I ran the first event a month ago and finished about two-thirds down the field. The field was smaller this time, and everyone looked quite capable - uh oh! We started on time at 09:30 and, no exaggeration, everyone else shot off into the distance! I managed to keep the back couple in my sights, but due to the twists and turns of the course by the end of the first mile I could only see the red shirt of the chap in second to last place.

A "lollypop" style course, down from top, two laps, then back up to the start

I ran up the hill on the first lap, but on the second had to walk at the start. I used the down hill on both occasions to push hard and try and minimise the impact of my very slow uphill running. For the entire race I was running on my own, but for the last two miles I couldn't even see the guy in front, so it was up to me to buckle down and keep applying the pressure. I pushed hard right to the end and, despite coming dead last, was proud of my performance. I don't think I could have pushed any harder, and finished drenched in sweat!

Pace drops on the hills, more so on the second lap! Good pace increase to the finish, dug deep

My watch time was 44:34 which is slower by 47 seconds than the last event, however the course was different this time due to another event in the park. I measured it longer, 8.32km as opposed to 8.08km. Therefore my average speed today was 05:21 per km, compared to last time's 05:25 per km. So, I'm claiming that as a victory! Next time they're going back to the first course. I'd love to see sub-40 minutes, so I need to hit 04:57 per km - training required...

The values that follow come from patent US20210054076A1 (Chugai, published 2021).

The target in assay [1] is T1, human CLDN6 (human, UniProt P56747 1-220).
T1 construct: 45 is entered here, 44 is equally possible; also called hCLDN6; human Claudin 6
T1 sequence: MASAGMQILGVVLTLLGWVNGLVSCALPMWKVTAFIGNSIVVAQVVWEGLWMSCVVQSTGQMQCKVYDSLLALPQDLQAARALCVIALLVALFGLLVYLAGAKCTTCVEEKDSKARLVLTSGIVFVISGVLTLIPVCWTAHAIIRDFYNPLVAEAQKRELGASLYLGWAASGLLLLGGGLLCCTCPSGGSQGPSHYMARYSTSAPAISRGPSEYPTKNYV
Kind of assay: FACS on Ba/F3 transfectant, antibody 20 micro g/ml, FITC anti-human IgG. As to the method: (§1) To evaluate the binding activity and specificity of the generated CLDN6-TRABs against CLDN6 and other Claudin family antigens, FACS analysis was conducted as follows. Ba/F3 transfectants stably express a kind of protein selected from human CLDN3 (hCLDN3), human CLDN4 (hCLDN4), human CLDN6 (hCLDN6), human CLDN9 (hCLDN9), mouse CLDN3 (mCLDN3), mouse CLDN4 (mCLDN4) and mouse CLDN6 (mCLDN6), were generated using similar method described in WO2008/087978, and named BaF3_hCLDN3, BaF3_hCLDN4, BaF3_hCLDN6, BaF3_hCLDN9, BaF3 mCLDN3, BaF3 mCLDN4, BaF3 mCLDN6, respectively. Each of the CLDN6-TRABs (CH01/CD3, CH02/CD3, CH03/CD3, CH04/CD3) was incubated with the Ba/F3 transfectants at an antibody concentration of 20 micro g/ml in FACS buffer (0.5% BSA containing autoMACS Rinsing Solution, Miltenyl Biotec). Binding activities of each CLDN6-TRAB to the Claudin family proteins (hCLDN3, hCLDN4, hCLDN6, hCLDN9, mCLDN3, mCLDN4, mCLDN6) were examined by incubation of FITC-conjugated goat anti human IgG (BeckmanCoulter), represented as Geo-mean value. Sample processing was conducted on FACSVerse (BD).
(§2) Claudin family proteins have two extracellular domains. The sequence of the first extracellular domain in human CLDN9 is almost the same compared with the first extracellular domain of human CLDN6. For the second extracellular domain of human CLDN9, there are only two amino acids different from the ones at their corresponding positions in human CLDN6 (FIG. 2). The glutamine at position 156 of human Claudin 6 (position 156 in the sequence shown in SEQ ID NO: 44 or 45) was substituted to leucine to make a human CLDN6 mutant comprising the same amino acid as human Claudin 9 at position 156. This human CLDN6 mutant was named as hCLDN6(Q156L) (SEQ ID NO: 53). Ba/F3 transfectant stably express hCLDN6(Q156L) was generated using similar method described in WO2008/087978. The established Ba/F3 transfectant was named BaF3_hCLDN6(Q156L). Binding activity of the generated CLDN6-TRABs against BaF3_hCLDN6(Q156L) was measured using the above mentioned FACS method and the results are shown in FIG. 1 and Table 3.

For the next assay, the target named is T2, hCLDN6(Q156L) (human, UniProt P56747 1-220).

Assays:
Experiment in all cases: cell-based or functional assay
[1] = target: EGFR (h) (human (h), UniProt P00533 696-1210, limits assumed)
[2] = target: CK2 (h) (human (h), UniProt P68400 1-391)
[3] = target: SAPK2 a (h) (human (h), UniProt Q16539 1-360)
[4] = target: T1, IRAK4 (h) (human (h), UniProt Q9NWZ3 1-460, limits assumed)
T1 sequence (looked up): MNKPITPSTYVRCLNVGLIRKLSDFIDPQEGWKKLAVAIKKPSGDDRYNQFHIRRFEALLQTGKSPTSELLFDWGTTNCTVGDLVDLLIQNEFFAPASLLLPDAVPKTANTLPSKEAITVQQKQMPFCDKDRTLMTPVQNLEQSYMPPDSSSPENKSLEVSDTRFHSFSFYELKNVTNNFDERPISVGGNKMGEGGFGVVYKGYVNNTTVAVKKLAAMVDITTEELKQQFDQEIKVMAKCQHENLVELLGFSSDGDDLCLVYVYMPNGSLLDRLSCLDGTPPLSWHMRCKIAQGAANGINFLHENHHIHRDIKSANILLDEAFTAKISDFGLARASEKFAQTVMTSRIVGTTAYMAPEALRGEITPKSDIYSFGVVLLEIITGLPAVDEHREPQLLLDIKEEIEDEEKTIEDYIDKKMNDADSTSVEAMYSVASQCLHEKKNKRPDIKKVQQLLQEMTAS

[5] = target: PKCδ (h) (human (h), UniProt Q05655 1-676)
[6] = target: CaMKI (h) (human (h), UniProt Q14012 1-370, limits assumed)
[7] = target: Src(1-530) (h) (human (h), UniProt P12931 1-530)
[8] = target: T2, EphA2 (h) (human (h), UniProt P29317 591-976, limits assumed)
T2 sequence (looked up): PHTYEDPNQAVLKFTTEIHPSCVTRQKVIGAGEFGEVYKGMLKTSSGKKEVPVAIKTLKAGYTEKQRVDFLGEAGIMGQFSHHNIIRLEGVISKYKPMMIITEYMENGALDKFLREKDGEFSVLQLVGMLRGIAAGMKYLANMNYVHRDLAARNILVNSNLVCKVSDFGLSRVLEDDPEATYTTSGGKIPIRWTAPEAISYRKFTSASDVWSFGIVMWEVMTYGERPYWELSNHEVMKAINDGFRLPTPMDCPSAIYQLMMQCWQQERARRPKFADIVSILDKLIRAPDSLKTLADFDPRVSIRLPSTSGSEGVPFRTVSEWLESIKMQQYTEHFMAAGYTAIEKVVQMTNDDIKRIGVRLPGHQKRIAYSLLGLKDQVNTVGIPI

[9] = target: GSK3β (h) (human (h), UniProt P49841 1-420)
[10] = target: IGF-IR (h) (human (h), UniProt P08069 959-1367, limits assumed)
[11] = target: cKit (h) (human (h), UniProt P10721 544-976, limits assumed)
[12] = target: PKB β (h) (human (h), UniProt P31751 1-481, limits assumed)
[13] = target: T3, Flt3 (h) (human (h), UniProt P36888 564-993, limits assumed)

This Sunday also marks the end of the first two full weeks of June and therefore my 14th consecutive day running for Juneathon, which marks the 16th day of this run streak. I remember when looking at training plans for triathlon a long time ago now being very concerned about running on consecutive days - now I'm up to 16 consecutive days. Run streaks are nothing new, there are people who have run every day for decades! At the moment, I'll just claim every day of my 5th decade so far.

My Juneathon totals: 14 runs for 94.60km in 9:47:37

I'm starting to wonder what happens on July 1st - will I be happy stopping at 30 days? There's a guy on twitter who ran every day for Janathon in 2011 and simply didn't stop, and he's still going now.

Edit: A couple of people have already tweeted about British Olympian Ron Hill's incredible (and still ongoing) 50 year running streak. Here's a link to a BBC article on his amazing achievement.